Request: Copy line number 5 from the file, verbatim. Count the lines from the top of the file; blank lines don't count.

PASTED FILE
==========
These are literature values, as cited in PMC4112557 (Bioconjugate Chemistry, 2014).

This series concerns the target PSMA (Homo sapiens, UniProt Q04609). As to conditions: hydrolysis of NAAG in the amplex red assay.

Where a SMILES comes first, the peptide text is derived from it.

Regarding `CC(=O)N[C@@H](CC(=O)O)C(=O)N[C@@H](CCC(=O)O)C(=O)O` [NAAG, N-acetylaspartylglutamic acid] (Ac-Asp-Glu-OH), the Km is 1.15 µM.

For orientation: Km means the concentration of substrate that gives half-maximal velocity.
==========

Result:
For orientation: Km means the concentration of substrate that gives half-maximal velocity.